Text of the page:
Saturday, June 18, 2011

New Movie Roundup - June 24th 2011

Starring: Cameron Diaz, Justin Timberlake, Lucy Punch,
 John Michael Higgins & Jason Segel
Directed by Jake Kasdan for distribution by Columbia (Sony)

The Plot: A teacher with no morals and even less tact (Diaz) is motivated to change her ways when she’s tipped off to a contest in which she could be rewarded if her students show the most improvement across their state.

The Final Word: Columbia found itself with a surprise hit when “Bad Santa” came down the box office chimney in 2003 and now they’re hoping for the same result. In “Teacher,” Cameron Diaz channels her old-school “There’s Something About Mary” roots for this raunchy summer comedy that sports the tagline “she doesn’t give a F.” Although, Diaz is also hoping to channel “Mary’s” box office results, which have always come easy. While she’s had recent success with “The Green Hornet” and the “Shrek” franchise, those don’t completely erase such movies as “The Box,” “What Happens In Vegas” and of course last summer’s “Knight & Day.”  Meanwhile Justin Timberlake is also trying to build a film career as well and if you take “The Social Network” out of the equation, his hit to miss ratio isn’t much stronger.  By the way, let’s not forget these two used to date!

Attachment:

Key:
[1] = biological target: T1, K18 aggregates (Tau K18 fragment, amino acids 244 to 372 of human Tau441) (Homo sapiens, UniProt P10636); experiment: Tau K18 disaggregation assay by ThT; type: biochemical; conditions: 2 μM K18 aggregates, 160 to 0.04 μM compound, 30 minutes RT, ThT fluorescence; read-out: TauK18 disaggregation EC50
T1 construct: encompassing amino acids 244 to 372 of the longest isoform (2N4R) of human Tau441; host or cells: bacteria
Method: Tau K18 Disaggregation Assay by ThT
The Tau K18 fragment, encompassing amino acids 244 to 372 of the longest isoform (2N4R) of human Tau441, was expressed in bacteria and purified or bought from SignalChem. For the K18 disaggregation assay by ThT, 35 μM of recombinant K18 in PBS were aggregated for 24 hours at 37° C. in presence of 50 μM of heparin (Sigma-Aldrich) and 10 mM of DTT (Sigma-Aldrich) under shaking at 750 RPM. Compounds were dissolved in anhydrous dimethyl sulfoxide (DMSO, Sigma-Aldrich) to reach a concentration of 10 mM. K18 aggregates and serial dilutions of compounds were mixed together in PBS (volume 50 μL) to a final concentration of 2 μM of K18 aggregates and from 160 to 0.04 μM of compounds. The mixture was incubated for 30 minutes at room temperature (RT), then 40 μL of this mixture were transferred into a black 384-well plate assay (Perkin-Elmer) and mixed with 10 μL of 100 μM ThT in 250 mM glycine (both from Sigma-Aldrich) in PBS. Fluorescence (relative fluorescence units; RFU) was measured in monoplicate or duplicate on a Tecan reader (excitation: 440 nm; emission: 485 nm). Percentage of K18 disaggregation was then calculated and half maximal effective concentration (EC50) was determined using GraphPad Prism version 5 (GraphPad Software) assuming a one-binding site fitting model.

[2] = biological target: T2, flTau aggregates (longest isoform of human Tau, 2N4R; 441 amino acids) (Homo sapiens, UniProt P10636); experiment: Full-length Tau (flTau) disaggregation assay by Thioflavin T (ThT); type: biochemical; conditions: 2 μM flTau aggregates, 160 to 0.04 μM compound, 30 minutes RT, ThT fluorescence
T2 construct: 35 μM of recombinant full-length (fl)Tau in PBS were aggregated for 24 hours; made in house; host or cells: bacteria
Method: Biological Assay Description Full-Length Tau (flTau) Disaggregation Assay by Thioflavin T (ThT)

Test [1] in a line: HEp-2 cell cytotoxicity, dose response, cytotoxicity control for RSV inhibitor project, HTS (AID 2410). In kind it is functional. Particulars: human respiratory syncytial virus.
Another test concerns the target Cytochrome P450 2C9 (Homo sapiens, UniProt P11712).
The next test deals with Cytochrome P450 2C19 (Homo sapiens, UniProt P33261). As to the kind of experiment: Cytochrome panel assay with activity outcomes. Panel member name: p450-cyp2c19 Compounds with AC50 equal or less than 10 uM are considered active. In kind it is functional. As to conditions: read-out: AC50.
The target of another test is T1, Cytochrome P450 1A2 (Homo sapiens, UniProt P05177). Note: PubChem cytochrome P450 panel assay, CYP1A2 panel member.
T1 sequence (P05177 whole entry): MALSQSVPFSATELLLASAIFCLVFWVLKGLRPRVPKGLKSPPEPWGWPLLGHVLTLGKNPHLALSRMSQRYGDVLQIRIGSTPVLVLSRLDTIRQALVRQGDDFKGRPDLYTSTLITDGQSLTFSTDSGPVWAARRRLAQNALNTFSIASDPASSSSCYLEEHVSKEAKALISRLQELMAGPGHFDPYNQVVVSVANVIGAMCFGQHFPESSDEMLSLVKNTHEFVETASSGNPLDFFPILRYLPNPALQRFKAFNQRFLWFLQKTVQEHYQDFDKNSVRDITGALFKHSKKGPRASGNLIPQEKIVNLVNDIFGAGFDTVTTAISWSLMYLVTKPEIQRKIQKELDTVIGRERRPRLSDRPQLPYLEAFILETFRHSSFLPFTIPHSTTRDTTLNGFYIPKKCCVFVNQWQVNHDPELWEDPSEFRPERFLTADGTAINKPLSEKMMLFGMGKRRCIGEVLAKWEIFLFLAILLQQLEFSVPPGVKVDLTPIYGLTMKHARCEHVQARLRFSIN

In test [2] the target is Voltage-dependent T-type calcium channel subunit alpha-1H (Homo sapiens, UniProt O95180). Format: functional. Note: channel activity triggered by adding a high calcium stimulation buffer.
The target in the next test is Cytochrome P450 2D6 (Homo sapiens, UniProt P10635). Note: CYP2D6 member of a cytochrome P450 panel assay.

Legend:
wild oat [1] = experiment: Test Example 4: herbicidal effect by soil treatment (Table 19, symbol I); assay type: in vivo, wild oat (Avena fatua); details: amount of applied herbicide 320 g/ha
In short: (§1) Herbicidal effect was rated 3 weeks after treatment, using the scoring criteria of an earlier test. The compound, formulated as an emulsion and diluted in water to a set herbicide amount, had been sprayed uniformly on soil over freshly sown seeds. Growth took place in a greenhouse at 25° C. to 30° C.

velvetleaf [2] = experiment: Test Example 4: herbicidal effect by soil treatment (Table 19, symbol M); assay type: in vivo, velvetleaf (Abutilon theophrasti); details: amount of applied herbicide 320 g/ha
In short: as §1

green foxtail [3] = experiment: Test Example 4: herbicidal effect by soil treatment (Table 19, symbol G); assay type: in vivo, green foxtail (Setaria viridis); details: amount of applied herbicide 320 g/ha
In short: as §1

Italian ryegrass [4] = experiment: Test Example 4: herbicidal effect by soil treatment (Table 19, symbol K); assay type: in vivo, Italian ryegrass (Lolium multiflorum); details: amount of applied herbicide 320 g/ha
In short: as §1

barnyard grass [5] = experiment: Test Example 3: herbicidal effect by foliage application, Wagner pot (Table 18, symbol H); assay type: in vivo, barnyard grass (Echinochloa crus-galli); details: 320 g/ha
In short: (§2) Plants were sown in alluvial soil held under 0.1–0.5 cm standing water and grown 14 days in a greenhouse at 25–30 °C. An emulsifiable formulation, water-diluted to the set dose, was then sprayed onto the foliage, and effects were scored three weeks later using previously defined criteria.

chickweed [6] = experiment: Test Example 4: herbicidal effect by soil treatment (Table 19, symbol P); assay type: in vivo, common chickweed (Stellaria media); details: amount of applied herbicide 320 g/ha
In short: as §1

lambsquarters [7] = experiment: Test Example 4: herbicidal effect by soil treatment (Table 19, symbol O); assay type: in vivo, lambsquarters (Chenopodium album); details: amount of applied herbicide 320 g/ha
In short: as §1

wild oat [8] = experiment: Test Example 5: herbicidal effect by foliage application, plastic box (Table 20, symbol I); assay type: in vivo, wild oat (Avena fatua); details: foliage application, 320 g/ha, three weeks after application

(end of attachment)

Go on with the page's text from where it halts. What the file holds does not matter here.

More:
Starring (voices): Owen Wilson, Larry the Cable Guy, Michael Caine, Emily Mortimer, Jason Isaacs, Joe Mantegna, Peter Jacobson, Thomas Kretschmann, Bonnie Hunt, Cheech Marin, Tony Shalhoub, Paul Dooley, John Ratzenberger, John Turturro, Vanessa Redgrave, Eddie Izzard, Bruce Campbell, Jeff Gordon, Darrell Waltrip, Lewis Hamilton & David Hobbs
Directed by John Lasseter & Brad Lewis for distribution by Disney/Pixar

The Plot: Lightning McQueen  (Wilson) and his best friend Mater (Larry The Cable Guy), set out to take part in the World Grand Prix, a three race, two continent showdown, but ultimately are detoured after Mater stumbles into an international espionage incident.

The Final Word: Honestly, it isn’t hard to imagine Larry The Cable Guy accidentally getting involved in a some kind of international incident on his own, so it shouldn’t be too difficult to imagine how his good-natured animated character winds up in one as well. Regardless, this will be just what you’d normally expect from a Pixar film. The difference with “Cars” is that is probably the most kid-targeted of all the studio’s franchises, which means adults may not have the same emotional attachment they had to the “Toy Story” trilogy or even to “Up,” the most recent non-sequel from the studio. Then again, this is Pixar and you can never count them out.

Previewed next week: "Transformers: Dark of the Moon," "Monte Carlo" & "Larry Crowne"